Final Thoughts

Final Thoughts

Written by Michael Cowden

The news of the day, outside of politics (I hear we have an election), is that US Steel and the United Steelworkers (USW) finally struck a deal.

That’s good news if you were hoping to take an unknown factor out of the market. It’s bad news if you were hoping for higher prices on a labor-related stoppage.


I was tempted to call a deal last week when I saw a noticeable softening in USW rhetoric toward US Steel and its senior leadership. Hindsight is 20-20.

All that’s left is for union members to ratify the contract. And it’s hard to see them not doing so given what appear to be generous terms.

If the contract is ratified, it will officially bring to an end months of speculation, going back to at least June, about whether we’d see strikes or lockouts at union-represented mills in the US and Canada.

I wrote back in September that union negotiations were actually proceeding normally. Both sides typically say terrible things about each other, right up to the point when they make a deal. It’s what we saw in 2018 during the last round of talks, it’s what we saw this year – and it will probably be what we see again in 2026, when the USW’s new tentative contract with US Steel expires.

I noted then that the pandemic and the war in Ukraine had created a kind of doom loop. We’d gotten used to expecting the unexpected – and expecting the worst. That just wasn’t a very good frame of reference for understanding union negotiations. I at least called that part right.

So, back to prices. I know some of you were pinning hopes of a near-term recovery on the USW and US Steel deadlocking. That’s almost certainly not going to happen now, and I wouldn’t be surprised to see prices continue to decline until mills get into January production.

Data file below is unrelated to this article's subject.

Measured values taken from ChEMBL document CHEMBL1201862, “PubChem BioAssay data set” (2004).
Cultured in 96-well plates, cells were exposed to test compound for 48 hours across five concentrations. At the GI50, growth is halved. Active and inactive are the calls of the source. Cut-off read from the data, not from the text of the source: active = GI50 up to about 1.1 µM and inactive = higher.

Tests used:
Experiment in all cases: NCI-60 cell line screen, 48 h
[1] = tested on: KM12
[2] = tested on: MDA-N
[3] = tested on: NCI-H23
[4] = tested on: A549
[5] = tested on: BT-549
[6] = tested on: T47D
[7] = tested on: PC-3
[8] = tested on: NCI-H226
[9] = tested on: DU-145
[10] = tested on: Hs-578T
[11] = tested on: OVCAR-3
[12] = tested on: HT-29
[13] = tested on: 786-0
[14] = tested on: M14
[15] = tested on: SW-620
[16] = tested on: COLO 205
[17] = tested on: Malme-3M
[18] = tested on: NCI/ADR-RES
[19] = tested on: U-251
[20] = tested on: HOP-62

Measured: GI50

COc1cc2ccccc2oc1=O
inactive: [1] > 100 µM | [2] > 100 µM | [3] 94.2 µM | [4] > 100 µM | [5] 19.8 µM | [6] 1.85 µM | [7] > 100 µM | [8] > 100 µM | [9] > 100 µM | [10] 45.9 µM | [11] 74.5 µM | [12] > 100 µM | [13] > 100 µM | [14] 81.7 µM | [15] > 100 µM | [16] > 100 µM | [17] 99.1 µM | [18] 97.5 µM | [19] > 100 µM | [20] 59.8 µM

Why? For starters, many steel buyers have agreed to – or expect to agree to – much more favorable contract terms in 2023. So there are few incentives to buy this year if you can hold off until next year – especially if you have ample inventory to tide you over.

I know some of you reason that there will be a rebound as lead times get into 2023. The hope is that we will see lead times extend, that mills will announce price hikes to capitalize on and encourage the trend – and that service centers, who’ve grappled with months of falling inventory values, would support the move too.

The question then becomes will it be a dead-cat bounce like we saw after Labor Day following a round of mill price hikes in August? Or will it be a more sustained rally?

I wish I could say I see a sustainable steel-price rally coming. Unfortunately, demand remains lackluster amid increasing supplies. No, the economy hasn’t stopped as it did during early days of the pandemic. But it has slowed. And rising interest rates are not going to do anything to reverse that trend.

We can debate whether there are better ways to fight inflation than jacking up rates at a pace without recent precedent. But it’s just a fact that rates will make selling stuff harder, whether that be new cars, new homes, or your products. Don’t fight the Fed. It’s cliché. But that doesn’t mean it’s wrong.

Also, it’s hard for the US to buck broader global trends. Europe is expected to officially enter a recession over the winter. And China, which had been expected to ease its zero-Covid policies, instead continues to enact mass lockdowns.

I hope I’m wrong on all of this. I hope infrastructure spending proves to be more of a boon for steel demand than anticipated. And I hope that the US economy and the global economy rebound sooner than expected. But, as we saw with labor talks, hope is rarely a good strategy.

By Michael Cowden,

Michael Cowden

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